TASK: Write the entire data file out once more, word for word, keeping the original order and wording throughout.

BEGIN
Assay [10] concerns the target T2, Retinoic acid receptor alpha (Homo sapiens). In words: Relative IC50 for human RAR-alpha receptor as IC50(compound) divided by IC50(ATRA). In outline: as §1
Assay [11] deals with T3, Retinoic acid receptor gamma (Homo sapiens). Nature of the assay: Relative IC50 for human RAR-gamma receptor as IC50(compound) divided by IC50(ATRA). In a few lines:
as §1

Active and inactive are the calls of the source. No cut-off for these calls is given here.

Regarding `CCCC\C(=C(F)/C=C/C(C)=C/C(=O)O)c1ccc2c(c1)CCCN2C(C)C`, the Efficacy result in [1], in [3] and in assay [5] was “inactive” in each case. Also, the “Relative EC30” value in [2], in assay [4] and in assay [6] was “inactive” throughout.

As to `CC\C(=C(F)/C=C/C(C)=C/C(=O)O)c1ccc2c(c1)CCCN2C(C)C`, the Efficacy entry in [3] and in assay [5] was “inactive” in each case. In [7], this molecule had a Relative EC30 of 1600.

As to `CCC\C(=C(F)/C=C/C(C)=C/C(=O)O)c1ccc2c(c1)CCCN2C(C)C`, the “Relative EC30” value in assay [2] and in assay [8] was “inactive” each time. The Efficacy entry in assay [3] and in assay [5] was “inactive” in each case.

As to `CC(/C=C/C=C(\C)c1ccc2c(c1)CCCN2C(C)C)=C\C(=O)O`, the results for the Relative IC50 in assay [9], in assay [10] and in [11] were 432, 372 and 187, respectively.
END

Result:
Assay [10] concerns the target T2, Retinoic acid receptor alpha (Homo sapiens). In words: Relative IC50 for human RAR-alpha receptor as IC50(compound) divided by IC50(ATRA). In outline: as §1
Assay [11] deals with T3, Retinoic acid receptor gamma (Homo sapiens). Nature of the assay: Relative IC50 for human RAR-gamma receptor as IC50(compound) divided by IC50(ATRA). In a few lines:
as §1

Active and inactive are the calls of the source. No cut-off for these calls is given here.

Regarding `CCCC\C(=C(F)/C=C/C(C)=C/C(=O)O)c1ccc2c(c1)CCCN2C(C)C`, the Efficacy result in [1], in [3] and in assay [5] was “inactive” in each case. Also, the “Relative EC30” value in [2], in assay [4] and in assay [6] was “inactive” throughout.

As to `CC\C(=C(F)/C=C/C(C)=C/C(=O)O)c1ccc2c(c1)CCCN2C(C)C`, the Efficacy entry in [3] and in assay [5] was “inactive” in each case. In [7], this molecule had a Relative EC30 of 1600.

As to `CCC\C(=C(F)/C=C/C(C)=C/C(=O)O)c1ccc2c(c1)CCCN2C(C)C`, the “Relative EC30” value in assay [2] and in assay [8] was “inactive” each time. The Efficacy entry in assay [3] and in assay [5] was “inactive” in each case.

As to `CC(/C=C/C=C(\C)c1ccc2c(c1)CCCN2C(C)C)=C\C(=O)O`, the results for the Relative IC50 in assay [9], in assay [10] and in [11] were 432, 372 and 187, respectively.